Tom Smart, Deseret News
PROVO — When Melinda Rasmussen needs to work, her mom takes her son, Brayden, to school. His grandpa is a great role model and companion to the almost-10-year-old, and they build bird houses and play with remote-control cars and generally enjoy each other.
And when money's tight and that book order is due at school or Brayden needs new clothes, it's often grandma and grandpa who foot the bill, Rasmussen says.
If you asked Rodney and Robyn Higginson to name the gifts their involvement as grandparents bring to Brayden's life, they might not list enhancing how kind he is or building social skills or improving his engagement level in school. But that's exactly what BYU researchers found close relationships with grandparents can offer children.
"We wanted to see how grandparents matter to children, so we asked a number of questions related to emotional closeness to grandparents," said study lead author Jeremy Yorgason, assistant professor in the School of Family Life at Brigham Young University.
For the study, published in the Journal of Research on Adolescence, Yorgason and co-author Laura Padilla Walker and BYU students asked one child each from 408 families questions about their relationship with the one grandparent to whom each felt the closest. The children, ages 10-14, were asked about communication and whether they get advice on important decisions and feel like they can discuss problems with that individual, among other things. The study took place in 2007 with follow-up in 2008. It was a subset of the Flourishing Families Project, which has amassed data on nearly 700 families in two locations over time, using diverse methods, including questionnaires and video data gathered by dozens of BYU students each year. They found that children in both two-parent and single-parent homes who felt close to at least one grandparent had what they called "higher pro-social behavior" both at the time of the study and a year later.
The why is more speculative, Yorgason said. "Maybe grandparents teach certain social skills, like how to treat other people. Maybe they model certain behavior." But even controlling for the child's attachment to the parent, the grandparent effect was seen, he said.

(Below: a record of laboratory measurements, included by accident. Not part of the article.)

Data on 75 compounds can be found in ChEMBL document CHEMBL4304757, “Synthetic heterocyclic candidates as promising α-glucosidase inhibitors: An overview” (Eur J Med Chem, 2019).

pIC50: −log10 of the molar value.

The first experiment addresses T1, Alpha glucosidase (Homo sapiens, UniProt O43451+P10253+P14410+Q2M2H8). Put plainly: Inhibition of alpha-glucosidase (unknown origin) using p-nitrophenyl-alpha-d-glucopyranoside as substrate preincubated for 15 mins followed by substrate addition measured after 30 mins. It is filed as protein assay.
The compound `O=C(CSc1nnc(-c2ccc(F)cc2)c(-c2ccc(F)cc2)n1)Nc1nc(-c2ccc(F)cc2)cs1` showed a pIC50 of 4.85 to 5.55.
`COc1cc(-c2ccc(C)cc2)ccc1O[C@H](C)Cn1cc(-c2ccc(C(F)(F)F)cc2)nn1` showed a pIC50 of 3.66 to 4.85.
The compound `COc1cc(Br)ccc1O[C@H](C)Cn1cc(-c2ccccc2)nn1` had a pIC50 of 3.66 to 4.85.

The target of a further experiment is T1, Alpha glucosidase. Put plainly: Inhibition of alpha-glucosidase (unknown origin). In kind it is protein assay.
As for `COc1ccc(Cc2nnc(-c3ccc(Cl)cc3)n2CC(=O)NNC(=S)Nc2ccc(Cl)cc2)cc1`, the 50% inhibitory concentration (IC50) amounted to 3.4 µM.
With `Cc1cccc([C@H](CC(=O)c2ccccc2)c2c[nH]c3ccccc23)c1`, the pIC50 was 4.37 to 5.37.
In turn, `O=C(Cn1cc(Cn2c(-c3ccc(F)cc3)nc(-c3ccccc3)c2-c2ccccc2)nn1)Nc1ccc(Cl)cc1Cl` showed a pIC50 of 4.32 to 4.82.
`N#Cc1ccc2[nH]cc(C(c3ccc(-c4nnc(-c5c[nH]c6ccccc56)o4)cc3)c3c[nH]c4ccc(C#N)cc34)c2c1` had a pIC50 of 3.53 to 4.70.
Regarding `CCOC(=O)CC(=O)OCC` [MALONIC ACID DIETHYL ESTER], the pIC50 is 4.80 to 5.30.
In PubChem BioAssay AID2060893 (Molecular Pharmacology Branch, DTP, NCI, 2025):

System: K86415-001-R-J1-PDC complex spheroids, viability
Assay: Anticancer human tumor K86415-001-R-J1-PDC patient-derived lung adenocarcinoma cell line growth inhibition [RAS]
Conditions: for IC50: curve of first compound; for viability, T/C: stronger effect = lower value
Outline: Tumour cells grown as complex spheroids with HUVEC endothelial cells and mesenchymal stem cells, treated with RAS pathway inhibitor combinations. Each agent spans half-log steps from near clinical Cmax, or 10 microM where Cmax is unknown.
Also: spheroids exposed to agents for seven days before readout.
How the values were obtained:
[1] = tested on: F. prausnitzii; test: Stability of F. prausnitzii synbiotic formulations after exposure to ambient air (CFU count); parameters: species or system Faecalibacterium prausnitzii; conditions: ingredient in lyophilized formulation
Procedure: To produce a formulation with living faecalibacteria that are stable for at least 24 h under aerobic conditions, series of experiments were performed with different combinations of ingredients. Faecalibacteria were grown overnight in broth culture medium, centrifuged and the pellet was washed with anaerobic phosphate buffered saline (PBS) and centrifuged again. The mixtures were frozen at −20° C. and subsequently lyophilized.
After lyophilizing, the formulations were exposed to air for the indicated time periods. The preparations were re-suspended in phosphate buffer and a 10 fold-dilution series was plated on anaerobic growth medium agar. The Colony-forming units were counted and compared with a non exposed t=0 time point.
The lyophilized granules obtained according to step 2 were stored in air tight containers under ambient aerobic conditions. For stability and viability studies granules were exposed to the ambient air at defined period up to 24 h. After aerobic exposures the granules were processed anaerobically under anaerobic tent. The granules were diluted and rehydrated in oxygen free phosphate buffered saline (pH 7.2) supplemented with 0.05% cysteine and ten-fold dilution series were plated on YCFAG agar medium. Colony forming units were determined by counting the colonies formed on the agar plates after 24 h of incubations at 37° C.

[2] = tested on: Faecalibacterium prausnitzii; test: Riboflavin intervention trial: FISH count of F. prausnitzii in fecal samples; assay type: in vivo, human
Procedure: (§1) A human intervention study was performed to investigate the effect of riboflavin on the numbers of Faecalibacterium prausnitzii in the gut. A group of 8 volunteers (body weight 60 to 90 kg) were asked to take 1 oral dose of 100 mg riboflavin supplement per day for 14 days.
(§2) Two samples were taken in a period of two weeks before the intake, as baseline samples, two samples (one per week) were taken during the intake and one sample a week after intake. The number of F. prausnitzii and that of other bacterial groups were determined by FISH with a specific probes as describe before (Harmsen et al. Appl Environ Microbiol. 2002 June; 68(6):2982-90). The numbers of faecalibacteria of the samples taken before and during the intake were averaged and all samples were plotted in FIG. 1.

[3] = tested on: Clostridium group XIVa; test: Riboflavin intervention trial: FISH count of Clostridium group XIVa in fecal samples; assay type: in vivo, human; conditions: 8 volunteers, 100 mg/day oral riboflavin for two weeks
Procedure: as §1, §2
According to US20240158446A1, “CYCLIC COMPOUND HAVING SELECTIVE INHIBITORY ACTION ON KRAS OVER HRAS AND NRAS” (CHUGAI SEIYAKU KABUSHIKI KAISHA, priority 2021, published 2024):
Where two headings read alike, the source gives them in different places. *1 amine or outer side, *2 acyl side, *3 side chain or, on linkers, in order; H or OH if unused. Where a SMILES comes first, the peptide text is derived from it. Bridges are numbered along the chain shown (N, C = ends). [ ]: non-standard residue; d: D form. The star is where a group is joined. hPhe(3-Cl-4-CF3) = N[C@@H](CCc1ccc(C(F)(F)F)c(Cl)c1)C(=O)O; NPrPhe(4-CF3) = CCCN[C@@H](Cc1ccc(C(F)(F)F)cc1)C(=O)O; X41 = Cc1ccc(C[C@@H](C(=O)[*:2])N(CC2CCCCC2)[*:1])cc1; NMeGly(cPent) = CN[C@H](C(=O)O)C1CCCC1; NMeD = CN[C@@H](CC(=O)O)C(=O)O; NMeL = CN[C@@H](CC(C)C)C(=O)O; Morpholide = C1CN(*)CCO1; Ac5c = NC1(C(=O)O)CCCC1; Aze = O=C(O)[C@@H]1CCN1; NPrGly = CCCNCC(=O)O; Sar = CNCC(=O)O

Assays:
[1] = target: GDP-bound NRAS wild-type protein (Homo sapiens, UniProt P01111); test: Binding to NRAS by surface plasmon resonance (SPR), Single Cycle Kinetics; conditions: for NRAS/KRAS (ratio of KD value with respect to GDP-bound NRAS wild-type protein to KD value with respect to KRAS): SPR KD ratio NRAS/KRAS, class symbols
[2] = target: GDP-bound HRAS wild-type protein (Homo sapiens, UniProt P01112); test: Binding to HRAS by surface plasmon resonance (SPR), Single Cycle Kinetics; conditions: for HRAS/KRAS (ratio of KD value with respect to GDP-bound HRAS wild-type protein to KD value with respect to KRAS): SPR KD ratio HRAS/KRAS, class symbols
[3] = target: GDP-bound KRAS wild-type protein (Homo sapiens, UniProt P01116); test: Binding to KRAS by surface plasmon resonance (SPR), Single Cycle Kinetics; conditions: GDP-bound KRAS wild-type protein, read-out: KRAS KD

Teaching is just one of the things that Margaret and Don Peterson of Draper do with their grandchildren. They have three local granddaughters, 5 to 12, who come over regularly to do crafts and play games and be loved, said Don Peterson. They have an older granddaughter who used to live states away, but now attends BYU and they see her as often as they can. And every week, they visit over the Internet using Skype with grandkids in New Jersey. And they visit as often as possible the grandchildren in Michigan.
The grandchildren are, without exception, both engaged and engaging.
The researchers also asked each child subject's parent about financial assistance from a grandparent (not necessarily the same grandparent) and found that, in the case of households headed by a single parent, in those that received help, the child had a higher degree of school engagement, from paying attention, doing homework on time and following rules to being happy and excited about school. It held true without the child necessarily knowing about the fiscal aid.
Again, the why is more speculative, Yorgason said. "One interpretation is maybe there's more focus on school or a sense of obligation to do well if grandparents are helping out financially," he said. "Or maybe it's just reducing the financial strain in the home. But this finding kind of fits with the idea that grandparents are like the National Guard. If there's a problem, they come in and help out."
They didn't ask specifics about how much grandparents gave, but they did find that in African-American homes, the more often the grandparents gave, "the higher the social engagement for those kids. It was a stronger effect for the African-Americans families than for the Caucasian families in the sample." The effect, he noted, was small but significant.
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